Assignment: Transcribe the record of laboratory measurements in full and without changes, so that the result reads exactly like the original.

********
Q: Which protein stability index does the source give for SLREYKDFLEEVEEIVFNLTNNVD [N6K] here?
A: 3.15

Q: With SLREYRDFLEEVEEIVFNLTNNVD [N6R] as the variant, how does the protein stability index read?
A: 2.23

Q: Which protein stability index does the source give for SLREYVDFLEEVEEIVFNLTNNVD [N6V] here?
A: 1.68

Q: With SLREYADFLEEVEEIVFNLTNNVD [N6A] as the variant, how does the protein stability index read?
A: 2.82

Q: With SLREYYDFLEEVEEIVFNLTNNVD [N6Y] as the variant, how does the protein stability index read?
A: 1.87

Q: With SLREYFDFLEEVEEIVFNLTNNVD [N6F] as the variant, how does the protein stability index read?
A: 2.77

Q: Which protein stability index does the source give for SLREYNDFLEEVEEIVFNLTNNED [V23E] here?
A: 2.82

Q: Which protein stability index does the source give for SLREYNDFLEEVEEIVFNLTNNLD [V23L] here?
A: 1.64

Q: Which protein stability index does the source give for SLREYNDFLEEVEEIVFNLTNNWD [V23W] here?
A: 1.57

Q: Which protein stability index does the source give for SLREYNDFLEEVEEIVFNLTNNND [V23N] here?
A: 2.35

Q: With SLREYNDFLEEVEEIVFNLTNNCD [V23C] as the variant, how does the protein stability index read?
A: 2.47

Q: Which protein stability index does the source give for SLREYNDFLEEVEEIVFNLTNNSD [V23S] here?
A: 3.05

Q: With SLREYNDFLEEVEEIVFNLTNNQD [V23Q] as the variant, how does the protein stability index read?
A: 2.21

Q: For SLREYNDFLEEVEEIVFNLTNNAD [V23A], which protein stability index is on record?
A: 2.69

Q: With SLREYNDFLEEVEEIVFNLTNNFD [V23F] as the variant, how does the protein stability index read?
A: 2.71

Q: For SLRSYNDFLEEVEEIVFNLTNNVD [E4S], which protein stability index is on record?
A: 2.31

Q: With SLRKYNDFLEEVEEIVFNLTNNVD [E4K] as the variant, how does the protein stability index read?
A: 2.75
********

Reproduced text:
Q: Which protein stability index does the source give for SLREYKDFLEEVEEIVFNLTNNVD [N6K] here?
A: 3.15

Q: With SLREYRDFLEEVEEIVFNLTNNVD [N6R] as the variant, how does the protein stability index read?
A: 2.23

Q: Which protein stability index does the source give for SLREYVDFLEEVEEIVFNLTNNVD [N6V] here?
A: 1.68

Q: With SLREYADFLEEVEEIVFNLTNNVD [N6A] as the variant, how does the protein stability index read?
A: 2.82

Q: With SLREYYDFLEEVEEIVFNLTNNVD [N6Y] as the variant, how does the protein stability index read?
A: 1.87

Q: With SLREYFDFLEEVEEIVFNLTNNVD [N6F] as the variant, how does the protein stability index read?
A: 2.77

Q: Which protein stability index does the source give for SLREYNDFLEEVEEIVFNLTNNED [V23E] here?
A: 2.82

Q: Which protein stability index does the source give for SLREYNDFLEEVEEIVFNLTNNLD [V23L] here?
A: 1.64

Q: Which protein stability index does the source give for SLREYNDFLEEVEEIVFNLTNNWD [V23W] here?
A: 1.57

Q: Which protein stability index does the source give for SLREYNDFLEEVEEIVFNLTNNND [V23N] here?
A: 2.35

Q: With SLREYNDFLEEVEEIVFNLTNNCD [V23C] as the variant, how does the protein stability index read?
A: 2.47

Q: Which protein stability index does the source give for SLREYNDFLEEVEEIVFNLTNNSD [V23S] here?
A: 3.05

Q: With SLREYNDFLEEVEEIVFNLTNNQD [V23Q] as the variant, how does the protein stability index read?
A: 2.21

Q: For SLREYNDFLEEVEEIVFNLTNNAD [V23A], which protein stability index is on record?
A: 2.69

Q: With SLREYNDFLEEVEEIVFNLTNNFD [V23F] as the variant, how does the protein stability index read?
A: 2.71

Q: For SLRSYNDFLEEVEEIVFNLTNNVD [E4S], which protein stability index is on record?
A: 2.31

Q: With SLRKYNDFLEEVEEIVFNLTNNVD [E4K] as the variant, how does the protein stability index read?
A: 2.75